When you take a torus in Euclidean space, it will always have points of positive curvature and points of negative curvature, but the average of the curvature will be 0.

This limitation of Euclidean space disappears in the 3-sphere. Luigi Bianchi more or less completely classified all flat tori in the 3-sphere in the late 19th century, paving the way to global differential geometry.

Simple examples can be constructed using the Hopf fibration: If you take the preimage of a simple closed curve in the 2-sphere under the Hopf fibration, you obtain a torus in the 3-sphere that is intrinsically flat.

When you start with a circle in the 2-sphere, the result will be a torus of revolution (or a Dupin cyclide), which corresponds to a rectangular torus. If you start with more general curves like the spherical cycloids that I have used here, you will get tori that appear twisted.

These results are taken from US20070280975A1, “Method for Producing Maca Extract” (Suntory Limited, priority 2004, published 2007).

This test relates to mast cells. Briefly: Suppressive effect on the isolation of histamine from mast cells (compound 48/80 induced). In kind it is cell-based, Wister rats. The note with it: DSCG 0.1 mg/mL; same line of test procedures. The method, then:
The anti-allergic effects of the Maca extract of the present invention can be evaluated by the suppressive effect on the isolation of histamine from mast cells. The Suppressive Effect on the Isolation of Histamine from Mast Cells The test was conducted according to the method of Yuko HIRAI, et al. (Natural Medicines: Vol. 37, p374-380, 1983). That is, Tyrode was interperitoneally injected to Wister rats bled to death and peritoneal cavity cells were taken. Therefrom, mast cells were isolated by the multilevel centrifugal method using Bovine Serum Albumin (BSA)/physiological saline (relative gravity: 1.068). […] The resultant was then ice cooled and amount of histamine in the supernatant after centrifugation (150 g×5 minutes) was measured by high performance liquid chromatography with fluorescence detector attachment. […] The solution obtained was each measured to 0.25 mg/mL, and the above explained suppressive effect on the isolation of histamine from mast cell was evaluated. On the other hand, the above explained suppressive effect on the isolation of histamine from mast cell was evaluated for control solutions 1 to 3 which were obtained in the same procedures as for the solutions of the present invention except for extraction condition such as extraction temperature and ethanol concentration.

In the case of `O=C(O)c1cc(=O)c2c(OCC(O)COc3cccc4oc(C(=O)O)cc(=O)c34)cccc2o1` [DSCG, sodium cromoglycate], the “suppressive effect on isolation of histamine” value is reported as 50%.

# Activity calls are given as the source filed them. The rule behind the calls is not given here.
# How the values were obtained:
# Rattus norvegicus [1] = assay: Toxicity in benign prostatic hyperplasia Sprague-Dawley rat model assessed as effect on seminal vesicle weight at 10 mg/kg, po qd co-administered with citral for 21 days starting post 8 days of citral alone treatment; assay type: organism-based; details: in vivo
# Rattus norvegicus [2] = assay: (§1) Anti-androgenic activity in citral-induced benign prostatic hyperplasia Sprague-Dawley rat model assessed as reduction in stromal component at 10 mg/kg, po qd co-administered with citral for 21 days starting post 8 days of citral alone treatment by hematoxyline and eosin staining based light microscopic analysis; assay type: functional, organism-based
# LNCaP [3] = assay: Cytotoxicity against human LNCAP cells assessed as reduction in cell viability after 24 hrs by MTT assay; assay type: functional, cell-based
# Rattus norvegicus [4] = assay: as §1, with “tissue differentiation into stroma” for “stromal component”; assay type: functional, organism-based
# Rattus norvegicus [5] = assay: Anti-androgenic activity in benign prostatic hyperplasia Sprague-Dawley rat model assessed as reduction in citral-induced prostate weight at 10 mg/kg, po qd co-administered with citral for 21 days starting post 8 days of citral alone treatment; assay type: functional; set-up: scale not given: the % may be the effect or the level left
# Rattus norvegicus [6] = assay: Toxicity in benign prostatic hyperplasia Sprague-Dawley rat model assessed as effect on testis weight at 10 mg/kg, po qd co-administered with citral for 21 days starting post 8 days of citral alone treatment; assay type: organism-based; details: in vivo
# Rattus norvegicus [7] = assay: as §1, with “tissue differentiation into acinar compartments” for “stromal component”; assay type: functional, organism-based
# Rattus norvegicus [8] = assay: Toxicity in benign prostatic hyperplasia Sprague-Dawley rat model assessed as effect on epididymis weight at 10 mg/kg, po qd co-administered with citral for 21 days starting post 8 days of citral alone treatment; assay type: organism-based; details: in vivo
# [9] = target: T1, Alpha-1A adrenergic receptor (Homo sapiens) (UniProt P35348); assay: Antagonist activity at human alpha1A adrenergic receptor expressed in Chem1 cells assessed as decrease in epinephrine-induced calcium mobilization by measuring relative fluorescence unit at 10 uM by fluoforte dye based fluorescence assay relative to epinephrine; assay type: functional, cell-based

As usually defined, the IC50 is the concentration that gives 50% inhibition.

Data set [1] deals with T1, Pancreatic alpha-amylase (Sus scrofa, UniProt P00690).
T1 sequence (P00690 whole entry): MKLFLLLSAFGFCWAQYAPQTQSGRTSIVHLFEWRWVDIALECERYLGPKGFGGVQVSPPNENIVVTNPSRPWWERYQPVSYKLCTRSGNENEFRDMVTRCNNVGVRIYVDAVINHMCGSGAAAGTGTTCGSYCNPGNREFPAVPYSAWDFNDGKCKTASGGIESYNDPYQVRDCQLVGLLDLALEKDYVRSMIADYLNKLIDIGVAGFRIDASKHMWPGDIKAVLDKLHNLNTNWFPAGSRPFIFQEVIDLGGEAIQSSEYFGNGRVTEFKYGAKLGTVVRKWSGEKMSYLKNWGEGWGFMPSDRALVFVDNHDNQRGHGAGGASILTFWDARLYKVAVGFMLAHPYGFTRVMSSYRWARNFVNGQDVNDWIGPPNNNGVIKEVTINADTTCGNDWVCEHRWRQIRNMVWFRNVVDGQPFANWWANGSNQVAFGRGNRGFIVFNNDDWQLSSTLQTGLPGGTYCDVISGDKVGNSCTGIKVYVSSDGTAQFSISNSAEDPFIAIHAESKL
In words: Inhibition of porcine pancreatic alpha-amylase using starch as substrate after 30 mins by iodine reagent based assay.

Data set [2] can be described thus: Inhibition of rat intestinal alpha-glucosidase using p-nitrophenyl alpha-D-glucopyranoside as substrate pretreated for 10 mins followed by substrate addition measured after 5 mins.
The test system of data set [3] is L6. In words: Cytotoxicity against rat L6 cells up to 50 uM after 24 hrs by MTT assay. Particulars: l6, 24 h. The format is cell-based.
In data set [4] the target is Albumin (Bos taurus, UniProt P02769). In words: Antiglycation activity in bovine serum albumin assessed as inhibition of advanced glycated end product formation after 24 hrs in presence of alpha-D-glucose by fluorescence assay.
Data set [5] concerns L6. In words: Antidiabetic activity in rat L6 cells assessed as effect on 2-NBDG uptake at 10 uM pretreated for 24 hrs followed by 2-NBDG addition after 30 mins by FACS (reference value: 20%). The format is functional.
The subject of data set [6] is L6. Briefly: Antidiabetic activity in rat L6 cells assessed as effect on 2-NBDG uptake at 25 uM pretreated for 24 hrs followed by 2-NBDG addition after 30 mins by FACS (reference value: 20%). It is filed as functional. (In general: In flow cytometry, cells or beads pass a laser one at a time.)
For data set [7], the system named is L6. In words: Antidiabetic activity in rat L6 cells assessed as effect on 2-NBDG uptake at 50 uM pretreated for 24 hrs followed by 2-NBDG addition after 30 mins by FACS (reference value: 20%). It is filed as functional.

This is because these tori will correspond to non-rectangular tori, as can be verified using an elegant formula due to Ulrich Pinkall. The side view below gives access to the warped core of these tori.

The image below shows the view from somebody standing inside such a Hopf torus, with an almost perfect mirror as a surface, and four differently colored light sources. This comes pretty close to my ideal of abstract 3-dimensional art. If you know what you are looking at, you can discern the same warped core as up above, and its reflections on the warped outer parts of the torus.